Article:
On February 20, 2007, we announced that our Board of Directors approved a plan to sell our DTS Digital Cinema business to enable us to focus exclusively on licensing branded entertainment technology to the large and evolving audio, game console, personal computer, portable and broadcast markets. The sales process has begun and is expected to conclude later in 2007. The DTS Digital Cinema business will focus on the emerging and potentially large market for digital cinema products and services. Beginning in the first quarter of 2007, we expect to report financial results related to our DTS Digital Cinema business as “discontinued operations.”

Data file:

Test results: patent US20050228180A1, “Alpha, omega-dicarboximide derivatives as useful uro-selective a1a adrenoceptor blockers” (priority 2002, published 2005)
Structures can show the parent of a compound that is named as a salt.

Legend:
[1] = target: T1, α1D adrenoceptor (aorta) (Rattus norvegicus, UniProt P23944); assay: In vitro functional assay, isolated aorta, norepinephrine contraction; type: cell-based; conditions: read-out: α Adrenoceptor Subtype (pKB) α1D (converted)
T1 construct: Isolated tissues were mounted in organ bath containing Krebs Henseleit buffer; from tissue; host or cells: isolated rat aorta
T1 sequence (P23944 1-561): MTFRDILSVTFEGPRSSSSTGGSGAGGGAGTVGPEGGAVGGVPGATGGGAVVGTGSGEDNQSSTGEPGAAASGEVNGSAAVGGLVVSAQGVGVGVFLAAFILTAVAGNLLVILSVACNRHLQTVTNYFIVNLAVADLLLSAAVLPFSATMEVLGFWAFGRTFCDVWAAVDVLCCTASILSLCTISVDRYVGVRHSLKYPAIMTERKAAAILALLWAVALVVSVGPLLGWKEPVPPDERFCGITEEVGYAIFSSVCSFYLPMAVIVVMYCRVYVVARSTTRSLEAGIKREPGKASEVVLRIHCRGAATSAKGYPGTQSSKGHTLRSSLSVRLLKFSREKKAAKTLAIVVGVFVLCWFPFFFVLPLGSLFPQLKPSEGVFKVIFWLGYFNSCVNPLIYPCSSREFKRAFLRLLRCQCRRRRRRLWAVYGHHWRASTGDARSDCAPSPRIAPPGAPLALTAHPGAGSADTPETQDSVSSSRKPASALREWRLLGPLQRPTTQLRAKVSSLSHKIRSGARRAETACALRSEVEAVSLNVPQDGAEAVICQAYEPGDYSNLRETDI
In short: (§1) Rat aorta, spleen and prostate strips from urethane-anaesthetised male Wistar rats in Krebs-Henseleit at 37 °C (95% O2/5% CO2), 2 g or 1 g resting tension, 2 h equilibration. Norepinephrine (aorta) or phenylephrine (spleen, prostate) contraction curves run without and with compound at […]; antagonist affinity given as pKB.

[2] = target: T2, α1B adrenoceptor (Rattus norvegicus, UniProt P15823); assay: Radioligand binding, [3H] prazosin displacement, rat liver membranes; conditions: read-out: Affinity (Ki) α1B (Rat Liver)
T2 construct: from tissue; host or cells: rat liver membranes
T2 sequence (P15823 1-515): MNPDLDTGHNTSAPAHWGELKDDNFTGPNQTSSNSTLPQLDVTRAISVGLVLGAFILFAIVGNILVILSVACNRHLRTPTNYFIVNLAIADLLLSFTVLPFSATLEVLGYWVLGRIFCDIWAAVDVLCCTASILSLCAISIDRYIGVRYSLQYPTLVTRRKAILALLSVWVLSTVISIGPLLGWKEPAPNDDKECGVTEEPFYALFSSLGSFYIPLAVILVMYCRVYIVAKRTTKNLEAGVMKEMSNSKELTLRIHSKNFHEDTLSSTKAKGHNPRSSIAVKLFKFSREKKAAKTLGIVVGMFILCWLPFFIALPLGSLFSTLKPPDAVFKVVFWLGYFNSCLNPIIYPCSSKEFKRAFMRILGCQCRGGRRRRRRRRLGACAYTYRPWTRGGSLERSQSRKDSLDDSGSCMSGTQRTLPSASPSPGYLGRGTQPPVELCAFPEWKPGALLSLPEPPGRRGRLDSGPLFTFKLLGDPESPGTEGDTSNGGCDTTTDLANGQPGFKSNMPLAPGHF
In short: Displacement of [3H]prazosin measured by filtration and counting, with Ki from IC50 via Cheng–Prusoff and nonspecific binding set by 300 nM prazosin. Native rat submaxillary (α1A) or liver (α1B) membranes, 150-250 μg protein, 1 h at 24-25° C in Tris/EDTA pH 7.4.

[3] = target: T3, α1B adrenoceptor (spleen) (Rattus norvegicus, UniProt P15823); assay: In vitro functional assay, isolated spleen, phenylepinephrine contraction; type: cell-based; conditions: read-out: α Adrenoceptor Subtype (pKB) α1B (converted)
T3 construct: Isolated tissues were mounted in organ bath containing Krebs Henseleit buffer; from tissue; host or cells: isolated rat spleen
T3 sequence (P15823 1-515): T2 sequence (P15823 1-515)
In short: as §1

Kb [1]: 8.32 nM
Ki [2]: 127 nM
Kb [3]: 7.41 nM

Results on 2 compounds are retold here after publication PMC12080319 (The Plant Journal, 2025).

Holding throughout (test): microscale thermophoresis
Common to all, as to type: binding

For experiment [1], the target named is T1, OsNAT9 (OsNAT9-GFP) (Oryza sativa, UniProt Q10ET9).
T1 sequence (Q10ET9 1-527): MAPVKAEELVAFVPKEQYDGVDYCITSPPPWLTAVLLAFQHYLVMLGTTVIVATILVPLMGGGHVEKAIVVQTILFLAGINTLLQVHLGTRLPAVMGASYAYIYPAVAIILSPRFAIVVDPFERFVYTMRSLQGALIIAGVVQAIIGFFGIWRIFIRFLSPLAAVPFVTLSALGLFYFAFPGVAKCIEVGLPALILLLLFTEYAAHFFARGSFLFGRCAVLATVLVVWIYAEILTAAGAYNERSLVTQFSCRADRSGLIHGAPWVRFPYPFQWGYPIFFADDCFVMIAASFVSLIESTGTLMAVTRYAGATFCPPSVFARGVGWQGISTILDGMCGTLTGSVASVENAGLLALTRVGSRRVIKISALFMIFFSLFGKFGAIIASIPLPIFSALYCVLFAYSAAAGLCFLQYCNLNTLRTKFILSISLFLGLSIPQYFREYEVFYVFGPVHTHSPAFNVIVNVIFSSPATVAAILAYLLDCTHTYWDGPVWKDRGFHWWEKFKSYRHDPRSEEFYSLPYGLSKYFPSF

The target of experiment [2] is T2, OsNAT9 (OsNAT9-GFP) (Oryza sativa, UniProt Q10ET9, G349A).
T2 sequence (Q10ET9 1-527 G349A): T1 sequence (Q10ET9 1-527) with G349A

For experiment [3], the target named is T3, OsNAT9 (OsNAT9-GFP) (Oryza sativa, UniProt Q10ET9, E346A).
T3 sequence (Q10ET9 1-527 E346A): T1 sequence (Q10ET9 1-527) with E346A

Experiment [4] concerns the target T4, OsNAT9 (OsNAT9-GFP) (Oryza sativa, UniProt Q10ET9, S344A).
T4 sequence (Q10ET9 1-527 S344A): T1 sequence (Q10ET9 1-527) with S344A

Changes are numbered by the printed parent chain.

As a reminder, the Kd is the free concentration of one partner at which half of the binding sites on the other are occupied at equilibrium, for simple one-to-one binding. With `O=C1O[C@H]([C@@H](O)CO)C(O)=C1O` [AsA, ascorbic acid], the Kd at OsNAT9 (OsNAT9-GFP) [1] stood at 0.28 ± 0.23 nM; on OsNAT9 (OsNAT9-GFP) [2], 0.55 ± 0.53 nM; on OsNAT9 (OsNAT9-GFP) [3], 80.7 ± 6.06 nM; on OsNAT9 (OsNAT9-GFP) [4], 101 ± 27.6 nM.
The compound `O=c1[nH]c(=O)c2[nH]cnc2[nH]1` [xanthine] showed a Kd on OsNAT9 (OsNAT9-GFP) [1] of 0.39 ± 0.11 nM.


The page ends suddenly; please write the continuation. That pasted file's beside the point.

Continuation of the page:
The trend in the motion picture industry and movie exhibition market toward digital delivery of entertainment content continues to gain momentum and we believe it presents a long-term opportunity for the expansion of our cinema business. As part of our strategy to pursue opportunities in the digital cinema market, we signed an exclusive license agreement and an option agreement with Avica, a provider of products and services for the digital cinema market. We believe Avica’s suite of digital cinema technologies, products and services will complement our existing cinema product offerings and will accelerate our entry into the digital cinema market.

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Trends, Opportunities, and Challenges by Business Segment

Consumer Segment